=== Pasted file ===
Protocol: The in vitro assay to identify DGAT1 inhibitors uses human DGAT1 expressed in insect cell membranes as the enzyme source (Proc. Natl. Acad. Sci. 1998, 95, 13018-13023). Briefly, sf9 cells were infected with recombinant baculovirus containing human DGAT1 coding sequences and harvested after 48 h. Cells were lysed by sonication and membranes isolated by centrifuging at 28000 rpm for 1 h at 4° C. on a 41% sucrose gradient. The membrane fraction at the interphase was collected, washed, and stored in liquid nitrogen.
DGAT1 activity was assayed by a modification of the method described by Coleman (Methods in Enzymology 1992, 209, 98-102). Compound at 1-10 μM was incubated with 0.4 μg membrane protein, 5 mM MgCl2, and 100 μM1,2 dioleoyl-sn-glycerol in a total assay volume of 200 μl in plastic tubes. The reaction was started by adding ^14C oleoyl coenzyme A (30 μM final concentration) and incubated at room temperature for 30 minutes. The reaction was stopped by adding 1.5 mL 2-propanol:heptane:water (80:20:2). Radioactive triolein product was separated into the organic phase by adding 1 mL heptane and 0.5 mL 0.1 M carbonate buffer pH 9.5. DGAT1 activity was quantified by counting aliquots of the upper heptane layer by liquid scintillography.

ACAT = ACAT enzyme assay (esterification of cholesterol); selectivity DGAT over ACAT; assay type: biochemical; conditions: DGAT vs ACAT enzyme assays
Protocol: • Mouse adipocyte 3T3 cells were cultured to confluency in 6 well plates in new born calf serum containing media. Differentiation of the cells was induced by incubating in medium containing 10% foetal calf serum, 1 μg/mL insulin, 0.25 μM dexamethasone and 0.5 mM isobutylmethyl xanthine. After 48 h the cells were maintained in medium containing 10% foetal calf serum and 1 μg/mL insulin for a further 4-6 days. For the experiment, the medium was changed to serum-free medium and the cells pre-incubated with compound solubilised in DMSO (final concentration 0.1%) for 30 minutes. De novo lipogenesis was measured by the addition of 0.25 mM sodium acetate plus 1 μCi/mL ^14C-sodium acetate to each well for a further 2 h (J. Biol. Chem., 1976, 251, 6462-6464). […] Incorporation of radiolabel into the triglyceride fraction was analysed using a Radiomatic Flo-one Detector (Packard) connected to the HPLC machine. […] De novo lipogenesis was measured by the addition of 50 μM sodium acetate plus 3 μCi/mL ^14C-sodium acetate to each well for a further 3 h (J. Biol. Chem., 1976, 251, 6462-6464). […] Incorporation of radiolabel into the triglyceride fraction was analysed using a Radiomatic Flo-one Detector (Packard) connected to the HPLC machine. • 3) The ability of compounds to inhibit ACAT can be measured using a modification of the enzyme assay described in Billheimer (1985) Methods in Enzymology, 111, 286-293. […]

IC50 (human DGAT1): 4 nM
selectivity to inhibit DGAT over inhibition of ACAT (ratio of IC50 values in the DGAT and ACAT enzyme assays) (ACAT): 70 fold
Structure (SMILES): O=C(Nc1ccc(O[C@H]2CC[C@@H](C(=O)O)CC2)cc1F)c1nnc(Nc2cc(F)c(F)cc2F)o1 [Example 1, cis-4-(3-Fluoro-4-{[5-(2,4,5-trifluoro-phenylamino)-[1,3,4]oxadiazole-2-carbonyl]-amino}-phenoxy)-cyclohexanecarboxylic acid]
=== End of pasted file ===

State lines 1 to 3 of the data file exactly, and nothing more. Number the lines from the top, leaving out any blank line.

Protocol: The in vitro assay to identify DGAT1 inhibitors uses human DGAT1 expressed in insect cell membranes as the enzyme source (Proc. Natl. Acad. Sci. 1998, 95, 13018-13023). Briefly, sf9 cells were infected with recombinant baculovirus containing human DGAT1 coding sequences and harvested after 48 h. Cells were lysed by sonication and membranes isolated by centrifuging at 28000 rpm for 1 h at 4° C. on a 41% sucrose gradient. The membrane fraction at the interphase was collected, washed, and stored in liquid nitrogen.
DGAT1 activity was assayed by a modification of the method described by Coleman (Methods in Enzymology 1992, 209, 98-102). Compound at 1-10 μM was incubated with 0.4 μg membrane protein, 5 mM MgCl2, and 100 μM1,2 dioleoyl-sn-glycerol in a total assay volume of 200 μl in plastic tubes. The reaction was started by adding ^14C oleoyl coenzyme A (30 μM final concentration) and incubated at room temperature for 30 minutes. The reaction was stopped by adding 1.5 mL 2-propanol:heptane:water (80:20:2). Radioactive triolein product was separated into the organic phase by adding 1 mL heptane and 0.5 mL 0.1 M carbonate buffer pH 9.5. DGAT1 activity was quantified by counting aliquots of the upper heptane layer by liquid scintillography.

ACAT = ACAT enzyme assay (esterification of cholesterol); selectivity DGAT over ACAT; assay type: biochemical; conditions: DGAT vs ACAT enzyme assays